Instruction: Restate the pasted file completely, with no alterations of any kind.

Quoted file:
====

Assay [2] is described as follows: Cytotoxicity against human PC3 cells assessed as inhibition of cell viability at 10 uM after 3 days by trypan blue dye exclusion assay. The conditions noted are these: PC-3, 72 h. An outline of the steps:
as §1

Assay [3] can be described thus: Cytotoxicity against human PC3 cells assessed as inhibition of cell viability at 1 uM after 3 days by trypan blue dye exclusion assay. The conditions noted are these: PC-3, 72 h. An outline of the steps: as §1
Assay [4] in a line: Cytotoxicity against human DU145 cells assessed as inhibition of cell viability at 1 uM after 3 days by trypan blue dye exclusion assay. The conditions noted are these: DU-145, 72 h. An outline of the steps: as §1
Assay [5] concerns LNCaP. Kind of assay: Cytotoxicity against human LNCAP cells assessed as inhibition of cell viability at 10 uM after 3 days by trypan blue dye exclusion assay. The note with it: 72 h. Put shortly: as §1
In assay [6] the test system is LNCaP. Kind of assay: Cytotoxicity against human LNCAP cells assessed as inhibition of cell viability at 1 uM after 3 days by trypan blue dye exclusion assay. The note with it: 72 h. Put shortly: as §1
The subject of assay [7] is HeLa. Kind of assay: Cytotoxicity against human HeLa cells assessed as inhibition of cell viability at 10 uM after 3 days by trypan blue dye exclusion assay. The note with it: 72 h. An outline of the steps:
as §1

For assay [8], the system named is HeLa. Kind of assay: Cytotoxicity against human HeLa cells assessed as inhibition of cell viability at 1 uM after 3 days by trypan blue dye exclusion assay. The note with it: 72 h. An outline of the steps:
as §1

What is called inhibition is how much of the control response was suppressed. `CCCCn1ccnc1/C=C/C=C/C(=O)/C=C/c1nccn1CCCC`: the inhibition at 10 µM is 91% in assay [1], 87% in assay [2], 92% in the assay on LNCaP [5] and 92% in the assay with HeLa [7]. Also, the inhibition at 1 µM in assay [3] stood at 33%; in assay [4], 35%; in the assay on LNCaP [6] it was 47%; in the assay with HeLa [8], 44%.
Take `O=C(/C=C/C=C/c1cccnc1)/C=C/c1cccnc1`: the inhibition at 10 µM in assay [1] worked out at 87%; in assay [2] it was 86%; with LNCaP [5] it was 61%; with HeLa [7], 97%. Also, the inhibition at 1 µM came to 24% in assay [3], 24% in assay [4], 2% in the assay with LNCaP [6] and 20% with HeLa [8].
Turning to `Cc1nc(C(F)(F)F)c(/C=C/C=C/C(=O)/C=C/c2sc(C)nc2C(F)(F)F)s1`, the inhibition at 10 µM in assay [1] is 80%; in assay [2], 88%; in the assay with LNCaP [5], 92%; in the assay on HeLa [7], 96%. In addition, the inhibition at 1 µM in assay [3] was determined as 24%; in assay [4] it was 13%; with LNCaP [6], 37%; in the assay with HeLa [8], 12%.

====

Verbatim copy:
Assay [2] is described as follows: Cytotoxicity against human PC3 cells assessed as inhibition of cell viability at 10 uM after 3 days by trypan blue dye exclusion assay. The conditions noted are these: PC-3, 72 h. An outline of the steps:
as §1

Assay [3] can be described thus: Cytotoxicity against human PC3 cells assessed as inhibition of cell viability at 1 uM after 3 days by trypan blue dye exclusion assay. The conditions noted are these: PC-3, 72 h. An outline of the steps: as §1
Assay [4] in a line: Cytotoxicity against human DU145 cells assessed as inhibition of cell viability at 1 uM after 3 days by trypan blue dye exclusion assay. The conditions noted are these: DU-145, 72 h. An outline of the steps: as §1
Assay [5] concerns LNCaP. Kind of assay: Cytotoxicity against human LNCAP cells assessed as inhibition of cell viability at 10 uM after 3 days by trypan blue dye exclusion assay. The note with it: 72 h. Put shortly: as §1
In assay [6] the test system is LNCaP. Kind of assay: Cytotoxicity against human LNCAP cells assessed as inhibition of cell viability at 1 uM after 3 days by trypan blue dye exclusion assay. The note with it: 72 h. Put shortly: as §1
The subject of assay [7] is HeLa. Kind of assay: Cytotoxicity against human HeLa cells assessed as inhibition of cell viability at 10 uM after 3 days by trypan blue dye exclusion assay. The note with it: 72 h. An outline of the steps:
as §1

For assay [8], the system named is HeLa. Kind of assay: Cytotoxicity against human HeLa cells assessed as inhibition of cell viability at 1 uM after 3 days by trypan blue dye exclusion assay. The note with it: 72 h. An outline of the steps:
as §1

What is called inhibition is how much of the control response was suppressed. `CCCCn1ccnc1/C=C/C=C/C(=O)/C=C/c1nccn1CCCC`: the inhibition at 10 µM is 91% in assay [1], 87% in assay [2], 92% in the assay on LNCaP [5] and 92% in the assay with HeLa [7]. Also, the inhibition at 1 µM in assay [3] stood at 33%; in assay [4], 35%; in the assay on LNCaP [6] it was 47%; in the assay with HeLa [8], 44%.
Take `O=C(/C=C/C=C/c1cccnc1)/C=C/c1cccnc1`: the inhibition at 10 µM in assay [1] worked out at 87%; in assay [2] it was 86%; with LNCaP [5] it was 61%; with HeLa [7], 97%. Also, the inhibition at 1 µM came to 24% in assay [3], 24% in assay [4], 2% in the assay with LNCaP [6] and 20% with HeLa [8].
Turning to `Cc1nc(C(F)(F)F)c(/C=C/C=C/C(=O)/C=C/c2sc(C)nc2C(F)(F)F)s1`, the inhibition at 10 µM in assay [1] is 80%; in assay [2], 88%; in the assay with LNCaP [5], 92%; in the assay on HeLa [7], 96%. In addition, the inhibition at 1 µM in assay [3] was determined as 24%; in assay [4] it was 13%; with LNCaP [6], 37%; in the assay with HeLa [8], 12%.